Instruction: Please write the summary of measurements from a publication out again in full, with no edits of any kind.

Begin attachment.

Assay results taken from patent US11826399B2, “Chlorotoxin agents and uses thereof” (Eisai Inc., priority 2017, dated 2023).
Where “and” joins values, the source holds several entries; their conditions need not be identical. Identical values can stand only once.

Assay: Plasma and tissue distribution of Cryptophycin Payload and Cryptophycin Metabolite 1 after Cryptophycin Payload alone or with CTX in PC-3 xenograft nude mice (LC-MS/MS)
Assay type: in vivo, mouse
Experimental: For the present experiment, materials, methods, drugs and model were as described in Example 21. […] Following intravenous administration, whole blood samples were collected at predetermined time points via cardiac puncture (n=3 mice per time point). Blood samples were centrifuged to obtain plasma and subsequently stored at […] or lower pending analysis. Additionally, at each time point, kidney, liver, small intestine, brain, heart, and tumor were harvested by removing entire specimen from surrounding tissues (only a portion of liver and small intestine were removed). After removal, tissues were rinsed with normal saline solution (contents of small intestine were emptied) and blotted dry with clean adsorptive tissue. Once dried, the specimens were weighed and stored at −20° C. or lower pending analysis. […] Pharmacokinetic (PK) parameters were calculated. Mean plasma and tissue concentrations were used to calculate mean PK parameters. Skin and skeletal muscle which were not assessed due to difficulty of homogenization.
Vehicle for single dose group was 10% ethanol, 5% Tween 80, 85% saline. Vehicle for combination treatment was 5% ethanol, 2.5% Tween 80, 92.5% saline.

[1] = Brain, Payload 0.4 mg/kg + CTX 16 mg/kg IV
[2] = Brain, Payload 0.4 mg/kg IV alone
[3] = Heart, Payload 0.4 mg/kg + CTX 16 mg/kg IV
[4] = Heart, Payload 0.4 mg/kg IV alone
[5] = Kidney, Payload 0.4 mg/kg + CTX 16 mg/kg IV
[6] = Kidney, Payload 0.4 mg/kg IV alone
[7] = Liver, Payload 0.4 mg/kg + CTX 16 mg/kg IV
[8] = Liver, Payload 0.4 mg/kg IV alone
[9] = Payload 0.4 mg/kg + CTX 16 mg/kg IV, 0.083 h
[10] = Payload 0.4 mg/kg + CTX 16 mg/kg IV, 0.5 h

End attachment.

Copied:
Assay results taken from patent US11826399B2, “Chlorotoxin agents and uses thereof” (Eisai Inc., priority 2017, dated 2023).
Where “and” joins values, the source holds several entries; their conditions need not be identical. Identical values can stand only once.

Assay: Plasma and tissue distribution of Cryptophycin Payload and Cryptophycin Metabolite 1 after Cryptophycin Payload alone or with CTX in PC-3 xenograft nude mice (LC-MS/MS)
Assay type: in vivo, mouse
Experimental: For the present experiment, materials, methods, drugs and model were as described in Example 21. […] Following intravenous administration, whole blood samples were collected at predetermined time points via cardiac puncture (n=3 mice per time point). Blood samples were centrifuged to obtain plasma and subsequently stored at […] or lower pending analysis. Additionally, at each time point, kidney, liver, small intestine, brain, heart, and tumor were harvested by removing entire specimen from surrounding tissues (only a portion of liver and small intestine were removed). After removal, tissues were rinsed with normal saline solution (contents of small intestine were emptied) and blotted dry with clean adsorptive tissue. Once dried, the specimens were weighed and stored at −20° C. or lower pending analysis. […] Pharmacokinetic (PK) parameters were calculated. Mean plasma and tissue concentrations were used to calculate mean PK parameters. Skin and skeletal muscle which were not assessed due to difficulty of homogenization.
Vehicle for single dose group was 10% ethanol, 5% Tween 80, 85% saline. Vehicle for combination treatment was 5% ethanol, 2.5% Tween 80, 92.5% saline.

[1] = Brain, Payload 0.4 mg/kg + CTX 16 mg/kg IV
[2] = Brain, Payload 0.4 mg/kg IV alone
[3] = Heart, Payload 0.4 mg/kg + CTX 16 mg/kg IV
[4] = Heart, Payload 0.4 mg/kg IV alone
[5] = Kidney, Payload 0.4 mg/kg + CTX 16 mg/kg IV
[6] = Kidney, Payload 0.4 mg/kg IV alone
[7] = Liver, Payload 0.4 mg/kg + CTX 16 mg/kg IV
[8] = Liver, Payload 0.4 mg/kg IV alone
[9] = Payload 0.4 mg/kg + CTX 16 mg/kg IV, 0.083 h
[10] = Payload 0.4 mg/kg + CTX 16 mg/kg IV, 0.5 h